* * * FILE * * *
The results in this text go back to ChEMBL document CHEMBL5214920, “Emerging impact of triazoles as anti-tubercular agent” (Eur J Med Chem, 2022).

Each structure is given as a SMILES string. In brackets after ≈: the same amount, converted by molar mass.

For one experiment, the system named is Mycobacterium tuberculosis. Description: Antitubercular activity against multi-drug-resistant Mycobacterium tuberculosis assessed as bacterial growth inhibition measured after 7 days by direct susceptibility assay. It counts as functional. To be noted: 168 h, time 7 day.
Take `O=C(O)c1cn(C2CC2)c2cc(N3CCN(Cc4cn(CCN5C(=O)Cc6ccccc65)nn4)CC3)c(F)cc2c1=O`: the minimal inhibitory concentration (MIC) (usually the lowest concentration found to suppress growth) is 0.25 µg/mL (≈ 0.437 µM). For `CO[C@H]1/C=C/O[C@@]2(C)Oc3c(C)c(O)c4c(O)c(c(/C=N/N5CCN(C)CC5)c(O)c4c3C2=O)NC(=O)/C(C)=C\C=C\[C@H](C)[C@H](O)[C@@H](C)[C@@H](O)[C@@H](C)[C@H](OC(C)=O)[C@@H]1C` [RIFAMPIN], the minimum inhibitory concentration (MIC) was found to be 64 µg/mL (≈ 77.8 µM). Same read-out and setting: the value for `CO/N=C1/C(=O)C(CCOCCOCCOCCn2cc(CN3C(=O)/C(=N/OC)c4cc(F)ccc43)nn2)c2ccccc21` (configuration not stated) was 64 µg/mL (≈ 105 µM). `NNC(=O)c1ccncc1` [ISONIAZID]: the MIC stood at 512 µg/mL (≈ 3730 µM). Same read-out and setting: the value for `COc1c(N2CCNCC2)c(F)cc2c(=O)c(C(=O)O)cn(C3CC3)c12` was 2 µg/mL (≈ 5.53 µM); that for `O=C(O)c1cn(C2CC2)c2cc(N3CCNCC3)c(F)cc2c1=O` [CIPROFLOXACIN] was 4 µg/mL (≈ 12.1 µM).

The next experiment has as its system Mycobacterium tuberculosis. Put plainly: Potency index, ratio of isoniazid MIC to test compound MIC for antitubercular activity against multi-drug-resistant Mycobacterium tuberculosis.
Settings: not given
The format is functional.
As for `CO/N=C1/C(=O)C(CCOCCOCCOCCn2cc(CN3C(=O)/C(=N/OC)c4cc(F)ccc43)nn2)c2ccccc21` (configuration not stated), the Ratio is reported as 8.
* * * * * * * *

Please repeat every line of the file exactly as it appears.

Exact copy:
The results in this text go back to ChEMBL document CHEMBL5214920, “Emerging impact of triazoles as anti-tubercular agent” (Eur J Med Chem, 2022).

Each structure is given as a SMILES string. In brackets after ≈: the same amount, converted by molar mass.

For one experiment, the system named is Mycobacterium tuberculosis. Description: Antitubercular activity against multi-drug-resistant Mycobacterium tuberculosis assessed as bacterial growth inhibition measured after 7 days by direct susceptibility assay. It counts as functional. To be noted: 168 h, time 7 day.
Take `O=C(O)c1cn(C2CC2)c2cc(N3CCN(Cc4cn(CCN5C(=O)Cc6ccccc65)nn4)CC3)c(F)cc2c1=O`: the minimal inhibitory concentration (MIC) (usually the lowest concentration found to suppress growth) is 0.25 µg/mL (≈ 0.437 µM). For `CO[C@H]1/C=C/O[C@@]2(C)Oc3c(C)c(O)c4c(O)c(c(/C=N/N5CCN(C)CC5)c(O)c4c3C2=O)NC(=O)/C(C)=C\C=C\[C@H](C)[C@H](O)[C@@H](C)[C@@H](O)[C@@H](C)[C@H](OC(C)=O)[C@@H]1C` [RIFAMPIN], the minimum inhibitory concentration (MIC) was found to be 64 µg/mL (≈ 77.8 µM). Same read-out and setting: the value for `CO/N=C1/C(=O)C(CCOCCOCCOCCn2cc(CN3C(=O)/C(=N/OC)c4cc(F)ccc43)nn2)c2ccccc21` (configuration not stated) was 64 µg/mL (≈ 105 µM). `NNC(=O)c1ccncc1` [ISONIAZID]: the MIC stood at 512 µg/mL (≈ 3730 µM). Same read-out and setting: the value for `COc1c(N2CCNCC2)c(F)cc2c(=O)c(C(=O)O)cn(C3CC3)c12` was 2 µg/mL (≈ 5.53 µM); that for `O=C(O)c1cn(C2CC2)c2cc(N3CCNCC3)c(F)cc2c1=O` [CIPROFLOXACIN] was 4 µg/mL (≈ 12.1 µM).

The next experiment has as its system Mycobacterium tuberculosis. Put plainly: Potency index, ratio of isoniazid MIC to test compound MIC for antitubercular activity against multi-drug-resistant Mycobacterium tuberculosis.
Settings: not given
The format is functional.
As for `CO/N=C1/C(=O)C(CCOCCOCCOCCn2cc(CN3C(=O)/C(=N/OC)c4cc(F)ccc43)nn2)c2ccccc21` (configuration not stated), the Ratio is reported as 8.